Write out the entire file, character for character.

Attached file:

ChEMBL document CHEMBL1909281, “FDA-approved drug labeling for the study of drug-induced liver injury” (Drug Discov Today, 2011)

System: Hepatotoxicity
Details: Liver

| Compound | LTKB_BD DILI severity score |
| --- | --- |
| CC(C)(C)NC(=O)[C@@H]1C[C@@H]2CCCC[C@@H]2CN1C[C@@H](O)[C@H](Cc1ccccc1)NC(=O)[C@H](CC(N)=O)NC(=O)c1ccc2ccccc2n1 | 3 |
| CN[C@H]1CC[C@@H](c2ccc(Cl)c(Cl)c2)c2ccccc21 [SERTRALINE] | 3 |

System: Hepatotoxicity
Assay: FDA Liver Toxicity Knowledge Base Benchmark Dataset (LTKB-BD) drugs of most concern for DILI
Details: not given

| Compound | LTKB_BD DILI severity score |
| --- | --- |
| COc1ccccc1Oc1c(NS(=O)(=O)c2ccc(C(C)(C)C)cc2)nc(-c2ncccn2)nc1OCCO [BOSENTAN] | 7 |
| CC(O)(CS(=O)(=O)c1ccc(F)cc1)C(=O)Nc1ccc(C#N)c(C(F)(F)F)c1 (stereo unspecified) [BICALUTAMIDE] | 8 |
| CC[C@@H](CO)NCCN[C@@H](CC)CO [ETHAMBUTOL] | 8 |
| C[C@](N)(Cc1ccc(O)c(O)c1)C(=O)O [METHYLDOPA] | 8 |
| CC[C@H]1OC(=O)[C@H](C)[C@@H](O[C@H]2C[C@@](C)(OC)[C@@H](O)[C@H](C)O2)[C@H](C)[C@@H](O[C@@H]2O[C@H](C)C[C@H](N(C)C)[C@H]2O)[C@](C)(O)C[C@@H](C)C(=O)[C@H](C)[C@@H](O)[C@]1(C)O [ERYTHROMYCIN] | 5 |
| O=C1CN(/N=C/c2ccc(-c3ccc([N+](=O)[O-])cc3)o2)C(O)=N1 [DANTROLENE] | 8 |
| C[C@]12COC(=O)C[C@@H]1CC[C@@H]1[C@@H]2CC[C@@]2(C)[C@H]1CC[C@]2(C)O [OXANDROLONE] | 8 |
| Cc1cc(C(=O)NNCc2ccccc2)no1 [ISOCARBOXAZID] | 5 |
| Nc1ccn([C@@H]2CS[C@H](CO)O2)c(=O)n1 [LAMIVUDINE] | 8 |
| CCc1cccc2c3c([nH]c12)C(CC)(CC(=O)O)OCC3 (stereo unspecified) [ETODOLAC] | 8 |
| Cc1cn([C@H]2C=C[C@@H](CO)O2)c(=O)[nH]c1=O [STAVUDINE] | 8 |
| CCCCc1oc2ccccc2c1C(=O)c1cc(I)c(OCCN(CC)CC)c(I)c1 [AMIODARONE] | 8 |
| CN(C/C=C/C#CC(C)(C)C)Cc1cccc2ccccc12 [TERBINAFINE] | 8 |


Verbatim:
ChEMBL document CHEMBL1909281, “FDA-approved drug labeling for the study of drug-induced liver injury” (Drug Discov Today, 2011)

System: Hepatotoxicity
Details: Liver

| Compound | LTKB_BD DILI severity score |
| --- | --- |
| CC(C)(C)NC(=O)[C@@H]1C[C@@H]2CCCC[C@@H]2CN1C[C@@H](O)[C@H](Cc1ccccc1)NC(=O)[C@H](CC(N)=O)NC(=O)c1ccc2ccccc2n1 | 3 |
| CN[C@H]1CC[C@@H](c2ccc(Cl)c(Cl)c2)c2ccccc21 [SERTRALINE] | 3 |

System: Hepatotoxicity
Assay: FDA Liver Toxicity Knowledge Base Benchmark Dataset (LTKB-BD) drugs of most concern for DILI
Details: not given

| Compound | LTKB_BD DILI severity score |
| --- | --- |
| COc1ccccc1Oc1c(NS(=O)(=O)c2ccc(C(C)(C)C)cc2)nc(-c2ncccn2)nc1OCCO [BOSENTAN] | 7 |
| CC(O)(CS(=O)(=O)c1ccc(F)cc1)C(=O)Nc1ccc(C#N)c(C(F)(F)F)c1 (stereo unspecified) [BICALUTAMIDE] | 8 |
| CC[C@@H](CO)NCCN[C@@H](CC)CO [ETHAMBUTOL] | 8 |
| C[C@](N)(Cc1ccc(O)c(O)c1)C(=O)O [METHYLDOPA] | 8 |
| CC[C@H]1OC(=O)[C@H](C)[C@@H](O[C@H]2C[C@@](C)(OC)[C@@H](O)[C@H](C)O2)[C@H](C)[C@@H](O[C@@H]2O[C@H](C)C[C@H](N(C)C)[C@H]2O)[C@](C)(O)C[C@@H](C)C(=O)[C@H](C)[C@@H](O)[C@]1(C)O [ERYTHROMYCIN] | 5 |
| O=C1CN(/N=C/c2ccc(-c3ccc([N+](=O)[O-])cc3)o2)C(O)=N1 [DANTROLENE] | 8 |
| C[C@]12COC(=O)C[C@@H]1CC[C@@H]1[C@@H]2CC[C@@]2(C)[C@H]1CC[C@]2(C)O [OXANDROLONE] | 8 |
| Cc1cc(C(=O)NNCc2ccccc2)no1 [ISOCARBOXAZID] | 5 |
| Nc1ccn([C@@H]2CS[C@H](CO)O2)c(=O)n1 [LAMIVUDINE] | 8 |
| CCc1cccc2c3c([nH]c12)C(CC)(CC(=O)O)OCC3 (stereo unspecified) [ETODOLAC] | 8 |
| Cc1cn([C@H]2C=C[C@@H](CO)O2)c(=O)[nH]c1=O [STAVUDINE] | 8 |
| CCCCc1oc2ccccc2c1C(=O)c1cc(I)c(OCCN(CC)CC)c(I)c1 [AMIODARONE] | 8 |
| CN(C/C=C/C#CC(C)(C)C)Cc1cccc2ccccc12 [TERBINAFINE] | 8 |